indicated that a realistic and reimbursable
neuropsychological evaluation can be completed
within 3-to-4 or 4-to-5 hours (excluding record
review, interviewing, and report writing).
• The entire NAB requires less than 4 hours to
administer. In fact, in the Standardization sample,
the majority of subjects completed the NAB in
2.5 to 3 hours.
NAB Administration Time
Screening Module = 45 min.
Attention Module = 45 min.
Language Module = 35 min.
Memory Module = 45 min.
Spatial Module = 25 min.
Executive Functions Module = 30 min.
• Full NAB (5 main modules) = 180 min. (3 hrs.)
• Screening Module and Full NAB = 220 min.
(3 hrs., 40 min.)
Coordinated Norming
• Whereas much is known about the psychometric properties
of individual neuropsychological tests (Franzen, 1989;
Lezak, 1995; Mitrushina, Boone, & D’Elia, 1998; Spreen
& Strauss, 1998), very little effort has been devoted to the
examination of how individual instruments function within
a battery (Russell, 1994).
• Given the fact that 85% of the survey respondents reported
using a customized battery, the lack of psychometric data
on customized batteries represents a very large gap in the
neuropsychological knowledge base, and may lead to
critical limitations in the overall validity of clinical
decisions based on neuropsychological test data (Faust et
al., 1991).
Coordinated Norming
• The NAB fills this critical gap by providing
coordinated norms for all of the NAB tests and
composite scores collected on the same standardization
• These coordinated norms allow for within- and
between-patient score comparisons across the NAB.
• Thus, the examiner can use a single set of normative
tables (including the same age, education, and sex
corrections) for the entire NAB, rather than dealing
with the commonly used mixture of test-specific
norms compiled in each examiner’s idiosyncratic
“norms book.”
Coordinated Norming
• An important consideration in interpreting the
performance of individual examinees is the
magnitude of difference between planned
comparisons of scores.
• The coordinated norming of the NAB allows users
to interpret score differences with two types of
– Statistical significance of score differences
– Base rate of score differences
Demographically Corrected Norms
• The need to interpret neuropsychological tests
within the context of an individual’s age,
educational attainment, and sex has been well
established in the field (c.f., Heaton, Grant, &
Matthews, 1991).
• Given that over 95% of the survey respondents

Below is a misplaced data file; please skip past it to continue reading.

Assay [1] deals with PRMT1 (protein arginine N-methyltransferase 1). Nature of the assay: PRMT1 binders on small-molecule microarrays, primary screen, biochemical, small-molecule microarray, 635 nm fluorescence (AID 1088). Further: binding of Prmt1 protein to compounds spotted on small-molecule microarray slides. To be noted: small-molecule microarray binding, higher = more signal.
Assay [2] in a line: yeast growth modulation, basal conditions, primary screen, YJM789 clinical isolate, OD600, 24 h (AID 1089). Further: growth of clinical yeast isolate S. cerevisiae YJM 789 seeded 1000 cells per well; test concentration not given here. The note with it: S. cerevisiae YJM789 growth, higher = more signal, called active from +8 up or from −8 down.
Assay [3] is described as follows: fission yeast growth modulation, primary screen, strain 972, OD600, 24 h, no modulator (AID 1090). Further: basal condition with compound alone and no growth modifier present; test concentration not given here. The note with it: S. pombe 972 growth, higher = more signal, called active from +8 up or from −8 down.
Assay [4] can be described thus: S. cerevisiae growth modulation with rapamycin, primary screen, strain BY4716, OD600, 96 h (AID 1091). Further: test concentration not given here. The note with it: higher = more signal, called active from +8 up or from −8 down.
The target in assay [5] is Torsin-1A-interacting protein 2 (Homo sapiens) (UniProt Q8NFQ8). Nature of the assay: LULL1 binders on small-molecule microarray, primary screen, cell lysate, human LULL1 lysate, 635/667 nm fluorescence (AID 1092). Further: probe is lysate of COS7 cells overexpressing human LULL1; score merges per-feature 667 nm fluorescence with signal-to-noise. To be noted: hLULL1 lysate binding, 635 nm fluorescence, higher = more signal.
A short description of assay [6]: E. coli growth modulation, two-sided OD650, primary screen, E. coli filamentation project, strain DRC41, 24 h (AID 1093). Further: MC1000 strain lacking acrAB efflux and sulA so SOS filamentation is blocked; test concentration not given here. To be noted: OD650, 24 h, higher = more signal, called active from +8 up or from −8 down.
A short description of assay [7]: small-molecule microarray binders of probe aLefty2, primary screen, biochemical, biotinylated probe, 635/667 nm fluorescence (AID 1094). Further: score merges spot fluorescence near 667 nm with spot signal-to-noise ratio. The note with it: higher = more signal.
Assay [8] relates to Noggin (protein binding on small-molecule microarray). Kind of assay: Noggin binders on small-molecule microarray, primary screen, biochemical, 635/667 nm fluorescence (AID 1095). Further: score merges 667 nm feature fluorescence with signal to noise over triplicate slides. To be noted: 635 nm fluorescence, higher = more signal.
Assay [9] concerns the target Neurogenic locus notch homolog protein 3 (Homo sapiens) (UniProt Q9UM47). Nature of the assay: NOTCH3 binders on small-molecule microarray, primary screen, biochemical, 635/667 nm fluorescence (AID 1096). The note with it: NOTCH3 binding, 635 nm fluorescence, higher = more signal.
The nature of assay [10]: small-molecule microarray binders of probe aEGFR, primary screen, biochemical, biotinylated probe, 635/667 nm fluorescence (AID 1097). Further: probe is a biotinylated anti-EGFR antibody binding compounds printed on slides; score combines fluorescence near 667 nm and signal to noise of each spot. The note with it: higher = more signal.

viewed the availability of demographically
corrected norms as moderately (18%) or very
important (77%), the norms provided for the NAB
represent a unique and critical feature.
Demographically Corrected Norms
• The NAB demographically corrected norm sample
consists of 1,448 individuals.
• Separate normative tables are provided for all
combinations of the following demographic
– Age (18-29, 30-39, 40-49, 50-59, 60-64, 65-69, 70-74,
75-79, 80-97)
– Education (<=11 years, 12 years, 13-15 years, >=16
– Sex
Provision of Equivalent/Alternate Forms
• An important aspect of neuropsychological assessment is
the ability to monitor and document changes in functioning
over time.
• Survey results indicated that 96% of all respondents
viewed the detection of change over time as a moderately
(33%) or very important (63%) characteristic of a new
comprehensive neuropsychological test battery.
• Current neuropsychological instruments are poorly
equipped to meet this goal because of a lack of equivalent,
“repeatable” forms (Lezak, 1995) and a limited
understanding of practice effects on neuropsychological
testing (Sawrie et al., 1996).
Provision of Equivalent/Alternate Forms
These needs were addressed in two ways during
development of the NAB:
• Two parallel, equivalent forms were developed for
each NAB module during the initial development
• Because many repeat testing sessions occur 6 months
or more after the initial evaluation, a test-retest
reliability study of the NAB was conducted using a 6month retest interval. Resulting SEMs and expected
practice effects help differentiate meaningful score
differences from artifactual practice effects.
Increased User-Friendliness
The NAB is more user-friendly than
existing instruments with respect to:
• Modularity
• Portability
• Face validity
• Almost 90% of the survey respondents rated
modularity as either moderately (29%) or
very important (60%) for a new instrument.
• Each of the six NAB modules are “selfcontained” and may be administered
independently of the other modules.